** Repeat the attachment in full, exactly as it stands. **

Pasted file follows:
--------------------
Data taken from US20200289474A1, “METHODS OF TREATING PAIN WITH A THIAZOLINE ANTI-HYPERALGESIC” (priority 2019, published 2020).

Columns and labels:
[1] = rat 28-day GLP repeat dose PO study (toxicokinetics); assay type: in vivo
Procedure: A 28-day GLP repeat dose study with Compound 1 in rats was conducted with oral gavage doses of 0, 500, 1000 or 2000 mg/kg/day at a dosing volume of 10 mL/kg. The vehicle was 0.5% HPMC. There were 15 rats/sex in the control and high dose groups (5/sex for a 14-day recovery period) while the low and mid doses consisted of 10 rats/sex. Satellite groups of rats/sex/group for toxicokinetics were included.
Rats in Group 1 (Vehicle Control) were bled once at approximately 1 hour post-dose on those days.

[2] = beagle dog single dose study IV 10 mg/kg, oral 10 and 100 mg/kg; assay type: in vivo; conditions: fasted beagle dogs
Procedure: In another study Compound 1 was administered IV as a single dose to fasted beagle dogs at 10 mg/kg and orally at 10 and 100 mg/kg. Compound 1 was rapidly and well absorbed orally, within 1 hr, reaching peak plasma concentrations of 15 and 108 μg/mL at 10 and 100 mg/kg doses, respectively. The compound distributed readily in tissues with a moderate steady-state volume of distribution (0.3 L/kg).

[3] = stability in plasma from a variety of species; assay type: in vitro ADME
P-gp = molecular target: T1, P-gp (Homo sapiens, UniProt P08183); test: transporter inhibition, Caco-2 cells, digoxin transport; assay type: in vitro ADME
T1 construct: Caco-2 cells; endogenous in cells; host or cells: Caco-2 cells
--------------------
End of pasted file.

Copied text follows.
Data taken from US20200289474A1, “METHODS OF TREATING PAIN WITH A THIAZOLINE ANTI-HYPERALGESIC” (priority 2019, published 2020).

Columns and labels:
[1] = rat 28-day GLP repeat dose PO study (toxicokinetics); assay type: in vivo
Procedure: A 28-day GLP repeat dose study with Compound 1 in rats was conducted with oral gavage doses of 0, 500, 1000 or 2000 mg/kg/day at a dosing volume of 10 mL/kg. The vehicle was 0.5% HPMC. There were 15 rats/sex in the control and high dose groups (5/sex for a 14-day recovery period) while the low and mid doses consisted of 10 rats/sex. Satellite groups of rats/sex/group for toxicokinetics were included.
Rats in Group 1 (Vehicle Control) were bled once at approximately 1 hour post-dose on those days.

[2] = beagle dog single dose study IV 10 mg/kg, oral 10 and 100 mg/kg; assay type: in vivo; conditions: fasted beagle dogs
Procedure: In another study Compound 1 was administered IV as a single dose to fasted beagle dogs at 10 mg/kg and orally at 10 and 100 mg/kg. Compound 1 was rapidly and well absorbed orally, within 1 hr, reaching peak plasma concentrations of 15 and 108 μg/mL at 10 and 100 mg/kg doses, respectively. The compound distributed readily in tissues with a moderate steady-state volume of distribution (0.3 L/kg).

[3] = stability in plasma from a variety of species; assay type: in vitro ADME
P-gp = molecular target: T1, P-gp (Homo sapiens, UniProt P08183); test: transporter inhibition, Caco-2 cells, digoxin transport; assay type: in vitro ADME
T1 construct: Caco-2 cells; endogenous in cells; host or cells: Caco-2 cells